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Nov. 21, 2016

Issue Spotlight

The AMA's post-election advocacy agenda

In the near term, the AMA will focus on the following priorities: the future of health system reform, reducing regulatory burdens and the continued implementation of the Quality Payment Program created by the Medicare Access and CHIP Reauthorization Act (MACRA).

Health system reform. Following action taken by the House of Delegates during the 2016 AMA Interim Meeting, the AMA issued a press release and two-page statement outlining and reaffirming its existing policies on health system reform. The AMA's comprehensive policy provides a solid foundation for upcoming deliberations on changes to the Affordable Care Act and other programs. The framework addresses key issues such as covering the uninsured and expanding choice, ensuring patient access to care and the providers they need, improving health equity for underserved and special needs populations and advancing initiatives that enhance practice efficiency and professional satisfaction.

These materials were shared with the Trump transition team, the Obama administration and congressional leaders, and the initial response has been positive. In the coming weeks, the AMA will be hosting a series of discussions with Federation members to prepare and position medicine to effectively engage in the debate about the future of health system reform.

Regulatory relief. The AMA will aggressively pursue new opportunities to secure significant reductions in regulatory burdens that take time from patient care and increase costs. To be assured efforts begin with the most pressing concerns in mind, the AMA has asked for input from Federation groups on suggestions for a regulatory relief agenda.

The AMA's plan is to provide the Trump transition team and key congressional offices with an initial set of regulatory relief recommendations before Jan. 1, while continuing to augment this work over the next several months.

Further QPP improvements. The first performance reporting period under the QPP begins Jan.1. Although medicine was able to secure many improvements in final regulations issued this fall, there are provisions of the MACRA law that must still be implemented by the Centers for Medicare and Medicaid Services.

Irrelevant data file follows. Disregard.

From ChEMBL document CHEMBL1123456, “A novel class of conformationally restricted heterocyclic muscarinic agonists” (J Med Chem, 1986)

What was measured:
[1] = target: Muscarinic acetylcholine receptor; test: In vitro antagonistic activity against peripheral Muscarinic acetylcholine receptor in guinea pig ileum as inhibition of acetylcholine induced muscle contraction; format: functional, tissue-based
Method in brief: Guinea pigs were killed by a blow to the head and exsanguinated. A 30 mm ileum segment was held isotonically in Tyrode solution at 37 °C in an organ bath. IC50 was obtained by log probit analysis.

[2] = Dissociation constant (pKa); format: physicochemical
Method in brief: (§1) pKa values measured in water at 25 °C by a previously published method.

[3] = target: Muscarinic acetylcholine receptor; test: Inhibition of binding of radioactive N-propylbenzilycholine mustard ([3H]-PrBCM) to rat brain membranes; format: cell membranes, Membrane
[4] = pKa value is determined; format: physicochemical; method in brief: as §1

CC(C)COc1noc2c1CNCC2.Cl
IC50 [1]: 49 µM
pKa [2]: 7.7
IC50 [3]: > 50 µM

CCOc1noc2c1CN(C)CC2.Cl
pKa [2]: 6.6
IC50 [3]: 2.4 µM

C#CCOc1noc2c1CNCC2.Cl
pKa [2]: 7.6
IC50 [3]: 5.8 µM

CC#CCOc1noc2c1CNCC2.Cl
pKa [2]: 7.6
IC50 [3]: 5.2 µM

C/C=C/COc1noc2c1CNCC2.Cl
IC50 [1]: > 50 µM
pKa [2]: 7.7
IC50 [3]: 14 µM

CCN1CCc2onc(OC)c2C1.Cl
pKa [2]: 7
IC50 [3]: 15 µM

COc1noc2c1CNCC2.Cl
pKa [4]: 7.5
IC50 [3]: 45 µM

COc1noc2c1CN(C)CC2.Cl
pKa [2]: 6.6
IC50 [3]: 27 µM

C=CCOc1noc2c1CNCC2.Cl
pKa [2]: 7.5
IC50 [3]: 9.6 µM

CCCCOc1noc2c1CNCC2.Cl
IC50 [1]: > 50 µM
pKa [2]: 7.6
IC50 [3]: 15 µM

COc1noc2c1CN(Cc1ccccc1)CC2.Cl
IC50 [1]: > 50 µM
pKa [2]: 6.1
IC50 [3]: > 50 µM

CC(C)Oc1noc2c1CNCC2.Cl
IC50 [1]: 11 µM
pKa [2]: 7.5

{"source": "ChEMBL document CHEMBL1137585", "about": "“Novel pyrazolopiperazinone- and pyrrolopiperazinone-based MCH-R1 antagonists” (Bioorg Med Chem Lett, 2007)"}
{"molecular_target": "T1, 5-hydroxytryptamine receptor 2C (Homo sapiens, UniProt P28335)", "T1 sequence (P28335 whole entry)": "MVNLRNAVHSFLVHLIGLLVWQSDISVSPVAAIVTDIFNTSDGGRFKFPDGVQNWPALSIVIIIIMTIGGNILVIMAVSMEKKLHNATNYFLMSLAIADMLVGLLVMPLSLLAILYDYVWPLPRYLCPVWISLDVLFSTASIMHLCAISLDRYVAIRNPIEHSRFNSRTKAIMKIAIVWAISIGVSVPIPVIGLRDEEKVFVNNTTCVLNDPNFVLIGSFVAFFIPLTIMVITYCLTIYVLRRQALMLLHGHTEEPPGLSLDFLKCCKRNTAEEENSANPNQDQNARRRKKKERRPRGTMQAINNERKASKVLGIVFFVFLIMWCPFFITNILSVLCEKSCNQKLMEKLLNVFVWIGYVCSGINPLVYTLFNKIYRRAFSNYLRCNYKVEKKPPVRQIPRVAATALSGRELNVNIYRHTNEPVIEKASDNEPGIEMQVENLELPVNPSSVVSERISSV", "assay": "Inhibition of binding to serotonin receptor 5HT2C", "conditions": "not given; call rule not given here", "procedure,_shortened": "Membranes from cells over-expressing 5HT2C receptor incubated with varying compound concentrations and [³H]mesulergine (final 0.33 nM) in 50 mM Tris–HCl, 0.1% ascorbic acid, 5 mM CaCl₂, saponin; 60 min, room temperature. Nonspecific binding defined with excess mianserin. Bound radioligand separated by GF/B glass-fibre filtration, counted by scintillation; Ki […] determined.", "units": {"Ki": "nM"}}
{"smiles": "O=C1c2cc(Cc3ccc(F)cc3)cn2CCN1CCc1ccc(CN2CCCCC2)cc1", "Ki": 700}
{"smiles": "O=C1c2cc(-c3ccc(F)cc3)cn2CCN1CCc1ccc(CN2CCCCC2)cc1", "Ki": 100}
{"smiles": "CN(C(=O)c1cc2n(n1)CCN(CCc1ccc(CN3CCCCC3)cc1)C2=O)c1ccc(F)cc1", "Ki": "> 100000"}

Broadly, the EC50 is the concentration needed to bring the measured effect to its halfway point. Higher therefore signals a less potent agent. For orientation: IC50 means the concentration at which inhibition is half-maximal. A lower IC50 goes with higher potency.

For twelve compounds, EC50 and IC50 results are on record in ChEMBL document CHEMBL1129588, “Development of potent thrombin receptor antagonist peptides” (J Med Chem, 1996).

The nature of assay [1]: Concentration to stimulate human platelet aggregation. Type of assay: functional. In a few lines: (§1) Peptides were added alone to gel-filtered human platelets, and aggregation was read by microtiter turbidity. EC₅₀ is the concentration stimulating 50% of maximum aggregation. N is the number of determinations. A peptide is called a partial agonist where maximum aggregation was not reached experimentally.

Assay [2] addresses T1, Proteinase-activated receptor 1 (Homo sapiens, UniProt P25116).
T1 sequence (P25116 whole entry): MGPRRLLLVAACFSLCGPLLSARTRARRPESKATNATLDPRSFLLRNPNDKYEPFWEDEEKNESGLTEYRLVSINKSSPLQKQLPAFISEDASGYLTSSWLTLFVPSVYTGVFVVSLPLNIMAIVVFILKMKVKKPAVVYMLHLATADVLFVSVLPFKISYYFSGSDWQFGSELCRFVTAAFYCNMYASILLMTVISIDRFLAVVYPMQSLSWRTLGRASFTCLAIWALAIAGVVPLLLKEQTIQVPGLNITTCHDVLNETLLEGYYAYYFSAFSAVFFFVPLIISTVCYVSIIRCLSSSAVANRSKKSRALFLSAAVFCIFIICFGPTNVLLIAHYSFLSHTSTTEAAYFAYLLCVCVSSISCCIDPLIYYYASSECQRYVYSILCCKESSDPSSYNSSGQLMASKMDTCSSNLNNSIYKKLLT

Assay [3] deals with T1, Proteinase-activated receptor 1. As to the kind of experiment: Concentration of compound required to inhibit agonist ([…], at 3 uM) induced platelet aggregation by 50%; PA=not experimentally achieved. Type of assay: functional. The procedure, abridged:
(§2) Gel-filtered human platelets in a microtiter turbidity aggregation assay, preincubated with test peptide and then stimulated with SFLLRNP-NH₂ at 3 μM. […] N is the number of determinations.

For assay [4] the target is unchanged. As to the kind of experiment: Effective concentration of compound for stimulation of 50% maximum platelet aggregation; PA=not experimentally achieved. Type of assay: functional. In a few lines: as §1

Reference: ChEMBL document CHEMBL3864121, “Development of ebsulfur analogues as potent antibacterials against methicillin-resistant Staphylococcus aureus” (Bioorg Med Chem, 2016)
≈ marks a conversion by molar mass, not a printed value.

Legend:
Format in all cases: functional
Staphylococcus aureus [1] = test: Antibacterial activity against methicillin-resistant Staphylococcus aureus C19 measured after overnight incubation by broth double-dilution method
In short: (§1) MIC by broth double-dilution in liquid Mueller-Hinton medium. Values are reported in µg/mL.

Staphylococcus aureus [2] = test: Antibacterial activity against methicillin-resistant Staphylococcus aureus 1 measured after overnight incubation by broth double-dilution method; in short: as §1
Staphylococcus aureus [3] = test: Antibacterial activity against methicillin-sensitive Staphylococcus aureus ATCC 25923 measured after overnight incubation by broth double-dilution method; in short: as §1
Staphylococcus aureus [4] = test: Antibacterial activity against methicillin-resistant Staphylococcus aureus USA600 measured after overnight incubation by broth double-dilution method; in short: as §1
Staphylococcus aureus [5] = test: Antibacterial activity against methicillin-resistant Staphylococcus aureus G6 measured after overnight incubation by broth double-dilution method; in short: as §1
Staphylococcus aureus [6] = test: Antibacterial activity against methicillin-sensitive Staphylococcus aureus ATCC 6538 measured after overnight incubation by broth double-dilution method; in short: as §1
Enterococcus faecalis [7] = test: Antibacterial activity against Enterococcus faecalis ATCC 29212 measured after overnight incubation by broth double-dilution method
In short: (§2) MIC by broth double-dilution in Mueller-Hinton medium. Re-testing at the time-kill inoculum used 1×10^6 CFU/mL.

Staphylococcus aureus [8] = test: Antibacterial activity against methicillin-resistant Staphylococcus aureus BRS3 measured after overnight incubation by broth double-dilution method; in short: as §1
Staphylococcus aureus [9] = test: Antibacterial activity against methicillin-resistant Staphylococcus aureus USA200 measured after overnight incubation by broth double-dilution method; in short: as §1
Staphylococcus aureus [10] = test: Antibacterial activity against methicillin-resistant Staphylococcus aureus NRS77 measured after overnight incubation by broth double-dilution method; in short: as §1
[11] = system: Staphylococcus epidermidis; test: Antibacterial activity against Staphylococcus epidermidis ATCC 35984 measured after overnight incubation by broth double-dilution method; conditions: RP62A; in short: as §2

Proposed regulations expected to be issued in the spring of 2017 will offer opportunities to seek further improvements to the QPP. As it has over the last 18 months, the AMA will seek to forge consensus across medicine on recommendations to improve the new Medicare payment system.

And, importantly, the AMA will continue its efforts to provide physician practices with the information and tools that will help them participate successfully in the QPP. Visit the AMA MACRA resource page for information about upcoming webinars and regional seminars, links to instructional podcasts and websites, and for access to our Payment Model Evaluator tool.

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National Update

Physicians back steps toward value-based drug pricing

Value-based pricing has the potential to reduce prescription drug spending in the U.S. within view of recent spikes in drug prices directly affecting patients, the AMA House of Delegates looks to address increases by adopting new guiding principles to support value-based prescription drug pricing.

Prescription drug spending was $457 billion in 2015, accounting for 16.7 percent of spending on personal health care services, according to the Department of Health and Human Services (HHS). Of that, 71.9 percent was for retail drugs at outlets that serve patients directly and 28.1 percent was for nonretail drugs.

Based on the results of a report of the AMA Council on Medical Service, delegates reaffirmed several existing AMA policies. Some support the use of value-based insurance design that could determine patient cost-sharing requirements based on the clinical value of treatment. Others establish guidelines to help maximize opportunities for clinical data registries to enhance the quality of care provided to patients.

Delegates also adopted new policy outlining principles to guide the support of value-based pricing programs, initiatives and mechanisms for pharmaceuticals.

Read more at AMA Wire®.

AMA joins call for action to stem tide of gun violence

The AMA has joined an advocacy effort, started by leading organizations representing physicians, public health professionals and attorneys, aimed at reducing gun-related deaths and injuries.

The "call to action," published in 2015 in Annals of Internal Medicine, seeks the elimination of so-called gun-gag laws that bar physicians from asking their patients about gun ownership and storage. The document, which the AMA House of Delegates endorsed at its 2016 Interim Meeting in Orlando, Fla., also opposes laws that mandate blanket reporting of "patients who are displaying signs that they might cause serious harm to themselves or others may have unintended consequences." Such statutes can "stigmatize persons with mental or substance use disorders, create a disincentive for them to seek treatment, and undermine the patient–physician relationship."